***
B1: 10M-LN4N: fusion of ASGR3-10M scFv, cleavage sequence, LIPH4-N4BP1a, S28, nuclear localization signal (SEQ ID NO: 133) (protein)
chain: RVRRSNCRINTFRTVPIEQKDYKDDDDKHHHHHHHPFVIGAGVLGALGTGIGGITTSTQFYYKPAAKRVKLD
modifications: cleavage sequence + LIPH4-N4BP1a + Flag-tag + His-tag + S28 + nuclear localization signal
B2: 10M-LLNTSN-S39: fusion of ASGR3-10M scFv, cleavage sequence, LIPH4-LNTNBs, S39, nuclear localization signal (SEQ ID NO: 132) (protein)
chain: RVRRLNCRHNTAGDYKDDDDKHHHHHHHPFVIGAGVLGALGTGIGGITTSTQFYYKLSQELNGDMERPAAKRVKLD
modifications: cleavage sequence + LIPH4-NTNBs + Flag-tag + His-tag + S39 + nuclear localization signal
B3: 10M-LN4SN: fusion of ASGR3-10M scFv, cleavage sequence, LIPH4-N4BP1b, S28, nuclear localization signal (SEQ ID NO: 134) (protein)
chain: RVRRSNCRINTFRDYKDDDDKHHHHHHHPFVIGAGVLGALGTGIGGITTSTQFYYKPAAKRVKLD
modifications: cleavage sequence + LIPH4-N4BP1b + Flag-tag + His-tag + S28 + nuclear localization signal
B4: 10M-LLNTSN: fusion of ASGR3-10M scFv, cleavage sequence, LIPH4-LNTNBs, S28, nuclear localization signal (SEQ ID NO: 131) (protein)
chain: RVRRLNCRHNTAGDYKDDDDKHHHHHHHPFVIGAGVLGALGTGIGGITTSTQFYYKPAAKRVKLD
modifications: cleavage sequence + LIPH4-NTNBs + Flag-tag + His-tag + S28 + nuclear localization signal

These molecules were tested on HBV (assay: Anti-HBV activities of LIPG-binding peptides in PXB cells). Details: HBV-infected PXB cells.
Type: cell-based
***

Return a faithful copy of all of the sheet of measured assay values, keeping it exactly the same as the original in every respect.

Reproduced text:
B1: 10M-LN4N: fusion of ASGR3-10M scFv, cleavage sequence, LIPH4-N4BP1a, S28, nuclear localization signal (SEQ ID NO: 133) (protein)
chain: RVRRSNCRINTFRTVPIEQKDYKDDDDKHHHHHHHPFVIGAGVLGALGTGIGGITTSTQFYYKPAAKRVKLD
modifications: cleavage sequence + LIPH4-N4BP1a + Flag-tag + His-tag + S28 + nuclear localization signal
B2: 10M-LLNTSN-S39: fusion of ASGR3-10M scFv, cleavage sequence, LIPH4-LNTNBs, S39, nuclear localization signal (SEQ ID NO: 132) (protein)
chain: RVRRLNCRHNTAGDYKDDDDKHHHHHHHPFVIGAGVLGALGTGIGGITTSTQFYYKLSQELNGDMERPAAKRVKLD
modifications: cleavage sequence + LIPH4-NTNBs + Flag-tag + His-tag + S39 + nuclear localization signal
B3: 10M-LN4SN: fusion of ASGR3-10M scFv, cleavage sequence, LIPH4-N4BP1b, S28, nuclear localization signal (SEQ ID NO: 134) (protein)
chain: RVRRSNCRINTFRDYKDDDDKHHHHHHHPFVIGAGVLGALGTGIGGITTSTQFYYKPAAKRVKLD
modifications: cleavage sequence + LIPH4-N4BP1b + Flag-tag + His-tag + S28 + nuclear localization signal
B4: 10M-LLNTSN: fusion of ASGR3-10M scFv, cleavage sequence, LIPH4-LNTNBs, S28, nuclear localization signal (SEQ ID NO: 131) (protein)
chain: RVRRLNCRHNTAGDYKDDDDKHHHHHHHPFVIGAGVLGALGTGIGGITTSTQFYYKPAAKRVKLD
modifications: cleavage sequence + LIPH4-NTNBs + Flag-tag + His-tag + S28 + nuclear localization signal

These molecules were tested on HBV (assay: Anti-HBV activities of LIPG-binding peptides in PXB cells). Details: HBV-infected PXB cells.
Type: cell-based